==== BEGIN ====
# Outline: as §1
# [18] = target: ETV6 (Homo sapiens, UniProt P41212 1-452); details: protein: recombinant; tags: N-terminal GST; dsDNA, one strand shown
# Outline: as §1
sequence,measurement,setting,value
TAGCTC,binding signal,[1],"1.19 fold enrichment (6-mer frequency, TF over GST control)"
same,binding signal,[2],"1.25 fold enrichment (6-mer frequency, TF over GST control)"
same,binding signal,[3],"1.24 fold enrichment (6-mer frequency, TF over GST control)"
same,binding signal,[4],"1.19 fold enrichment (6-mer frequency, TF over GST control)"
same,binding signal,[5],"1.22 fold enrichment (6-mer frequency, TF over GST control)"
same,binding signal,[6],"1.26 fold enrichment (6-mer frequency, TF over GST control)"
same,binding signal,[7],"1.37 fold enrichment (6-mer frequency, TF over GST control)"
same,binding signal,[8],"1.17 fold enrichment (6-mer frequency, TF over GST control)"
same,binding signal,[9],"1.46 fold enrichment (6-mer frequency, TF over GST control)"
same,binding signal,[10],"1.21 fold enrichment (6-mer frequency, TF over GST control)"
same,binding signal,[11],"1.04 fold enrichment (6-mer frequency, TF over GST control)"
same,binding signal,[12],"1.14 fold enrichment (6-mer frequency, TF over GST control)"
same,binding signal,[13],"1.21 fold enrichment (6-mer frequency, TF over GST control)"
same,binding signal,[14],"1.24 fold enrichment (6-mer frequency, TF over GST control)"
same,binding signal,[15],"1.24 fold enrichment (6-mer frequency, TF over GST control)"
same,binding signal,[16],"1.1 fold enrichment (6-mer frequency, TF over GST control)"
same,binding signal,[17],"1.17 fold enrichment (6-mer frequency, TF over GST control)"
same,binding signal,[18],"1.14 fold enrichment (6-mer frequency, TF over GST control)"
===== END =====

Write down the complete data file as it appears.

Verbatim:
# Outline: as §1
# [18] = target: ETV6 (Homo sapiens, UniProt P41212 1-452); details: protein: recombinant; tags: N-terminal GST; dsDNA, one strand shown
# Outline: as §1
sequence,measurement,setting,value
TAGCTC,binding signal,[1],"1.19 fold enrichment (6-mer frequency, TF over GST control)"
same,binding signal,[2],"1.25 fold enrichment (6-mer frequency, TF over GST control)"
same,binding signal,[3],"1.24 fold enrichment (6-mer frequency, TF over GST control)"
same,binding signal,[4],"1.19 fold enrichment (6-mer frequency, TF over GST control)"
same,binding signal,[5],"1.22 fold enrichment (6-mer frequency, TF over GST control)"
same,binding signal,[6],"1.26 fold enrichment (6-mer frequency, TF over GST control)"
same,binding signal,[7],"1.37 fold enrichment (6-mer frequency, TF over GST control)"
same,binding signal,[8],"1.17 fold enrichment (6-mer frequency, TF over GST control)"
same,binding signal,[9],"1.46 fold enrichment (6-mer frequency, TF over GST control)"
same,binding signal,[10],"1.21 fold enrichment (6-mer frequency, TF over GST control)"
same,binding signal,[11],"1.04 fold enrichment (6-mer frequency, TF over GST control)"
same,binding signal,[12],"1.14 fold enrichment (6-mer frequency, TF over GST control)"
same,binding signal,[13],"1.21 fold enrichment (6-mer frequency, TF over GST control)"
same,binding signal,[14],"1.24 fold enrichment (6-mer frequency, TF over GST control)"
same,binding signal,[15],"1.24 fold enrichment (6-mer frequency, TF over GST control)"
same,binding signal,[16],"1.1 fold enrichment (6-mer frequency, TF over GST control)"
same,binding signal,[17],"1.17 fold enrichment (6-mer frequency, TF over GST control)"
same,binding signal,[18],"1.14 fold enrichment (6-mer frequency, TF over GST control)"